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Fat boats on the North Oxford


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41 minutes ago, fanshaft said:

The Canal & River Trust has a statutory obligation under the 1968 Act to maintain the Grand Union Canal for wide beam boats max 3.81 metres (12 ft 6 in) beam between Camp Hill and Berkhamsted. It can  (and does) impose navigation restrictions e.g. for passage of the tunnels.

 

 

I'm sure you will have noticed the amended T&Cs that C&RT are proposing 

 

C&RTs consultation (telling you waht there goung to do) :

 

 

Issue
Currently, we’re seeing an increase in the number of wider or larger dimensioned boats on waterways that are inappropriately sized for their use, leading to complaints, navigational obstruction and damage to our property and boats. We advertise (here) our waterway dimensions which boats on the network should comply with.

Restriction of wider or larger dimension boats to certain Waterways is not expressly covered by our terms and conditions and therefore doesn't support the Trust in managing these issues.
 
Proposed change
F.1 The boat should be fit for navigation on the Waterway where it is intended to be used.
 
F.2 Whilst cruising on our network, your Boat must not exceed the maximum craft dimensions for the Waterway at any time.  This includes the height, draught, beam and length of your vessel and where two or more boats are cruising together, the total height, beam, draught and length of both boats in their combined cruising formation.
 
F.3 Maximum craft dimensions are published on our website from time to time and may be subject to change
 

F.4 You should ensure that you have available for immediate use proper fenders of suitable material and condition, and you should use those fenders whenever there is a risk of the boat striking against any boat, structure or object

 

 

 

Note they are reserving the right to alter the dimesnions from time to time, and that the boat must not exceed the published dimensions - it could be that you are 'OK' to use a certain canal one day, but the next you cannot.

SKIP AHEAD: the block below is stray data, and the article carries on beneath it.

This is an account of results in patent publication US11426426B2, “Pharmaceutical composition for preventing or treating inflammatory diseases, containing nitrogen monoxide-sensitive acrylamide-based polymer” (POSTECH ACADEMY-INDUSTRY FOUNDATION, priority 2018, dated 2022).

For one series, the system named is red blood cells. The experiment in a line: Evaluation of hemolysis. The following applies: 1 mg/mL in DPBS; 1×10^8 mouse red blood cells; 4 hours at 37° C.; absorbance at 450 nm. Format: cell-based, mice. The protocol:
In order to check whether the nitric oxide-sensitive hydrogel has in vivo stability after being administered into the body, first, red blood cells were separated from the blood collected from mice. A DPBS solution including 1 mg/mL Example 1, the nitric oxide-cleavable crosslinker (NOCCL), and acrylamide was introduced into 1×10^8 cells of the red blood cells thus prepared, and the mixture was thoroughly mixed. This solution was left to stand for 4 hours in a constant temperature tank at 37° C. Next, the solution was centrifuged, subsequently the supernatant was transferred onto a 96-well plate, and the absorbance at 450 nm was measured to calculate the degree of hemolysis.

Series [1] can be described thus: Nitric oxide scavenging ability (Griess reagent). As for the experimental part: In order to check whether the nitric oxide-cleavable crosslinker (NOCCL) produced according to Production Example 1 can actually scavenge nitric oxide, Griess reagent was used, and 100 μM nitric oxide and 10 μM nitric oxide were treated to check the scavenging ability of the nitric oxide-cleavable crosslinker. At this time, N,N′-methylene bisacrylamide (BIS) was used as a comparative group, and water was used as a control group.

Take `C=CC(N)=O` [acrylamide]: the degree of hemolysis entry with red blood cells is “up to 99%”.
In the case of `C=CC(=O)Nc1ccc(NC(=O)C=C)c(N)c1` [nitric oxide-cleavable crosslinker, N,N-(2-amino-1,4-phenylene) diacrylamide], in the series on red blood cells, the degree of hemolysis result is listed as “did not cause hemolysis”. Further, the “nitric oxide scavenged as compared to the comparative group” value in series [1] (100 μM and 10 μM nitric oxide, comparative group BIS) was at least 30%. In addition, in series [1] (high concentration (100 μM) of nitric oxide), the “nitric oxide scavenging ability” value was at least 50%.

Obviously as the banksides move and the bottom gets nearer the top, its easier to alter some dimensions on a website that it is to dredge the 'ditch' or repair a bridge, etc etc.

 

Once you have a licence, you have agreed to the T&Cs, you have therefore agreed to allow C&RT to quote whatever dimension they so wish, irrespective of the 1968 Act.

 

 

 

Edited by Alan de Enfield
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1 minute ago, Alan de Enfield said:

Note they are reserving the right to alter the dimesnions from time to time, and that the boat must not exceed the published dimensions - it could be that you are 'OK' to use a certain canal one day, but the next you cannot.

 

I asked for clarification on this one - I was advised that the draft condition was badly worded and this will be amended - the intention is that they may temporarily reduce dimensions where works or structural issues make this necessary - e.g. if there is a landslip and a narrow channel can be quickly opened but a wider one will take some time, of if one gate becomes inoperable on a wide lock 

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Just now, magpie patrick said:

I asked for clarification on this one - I was advised that the draft condition was badly worded and this will be amended - the intention is that they may temporarily reduce dimensions where works or structural issues make this necessary - e.g. if there is a landslip and a narrow channel can be quickly opened but a wider one will take some time, of if one gate becomes inoperable on a wide lock 

 

That's interesting - I wonder how the final published T&Cs will read ?

Who knows - they may even have forgotten their discussions with you.

 

If no one queries things they will try and slip anything thru.

 

Cynical ?

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29 minutes ago, Alan de Enfield said:

 

 

I'm sure you will have noticed the amended T&Cs that C&RT are proposing 

 

C&RTs consultation (telling you waht there goung to do) :

 

 

Issue
Currently, we’re seeing an increase in the number of wider or larger dimensioned boats on waterways that are inappropriately sized for their use, leading to complaints, navigational obstruction and damage to our property and boats. We advertise (here) our waterway dimensions which boats on the network should comply with.

Restriction of wider or larger dimension boats to certain Waterways is not expressly covered by our terms and conditions and therefore doesn't support the Trust in managing these issues.
 
Proposed change
F.1 The boat should be fit for navigation on the Waterway where it is intended to be used.
 
F.2 Whilst cruising on our network, your Boat must not exceed the maximum craft dimensions for the Waterway at any time.  This includes the height, draught, beam and length of your vessel and where two or more boats are cruising together, the total height, beam, draught and length of both boats in their combined cruising formation.
 
F.3 Maximum craft dimensions are published on our website from time to time and may be subject to change
 

F.4 You should ensure that you have available for immediate use proper fenders of suitable material and condition, and you should use those fenders whenever there is a risk of the boat striking against any boat, structure or object

 

 

 

Note they are reserving the right to alter the dimesnions from time to time, and that the boat must not exceed the published dimensions - it could be that you are 'OK' to use a certain canal one day, but the next you cannot.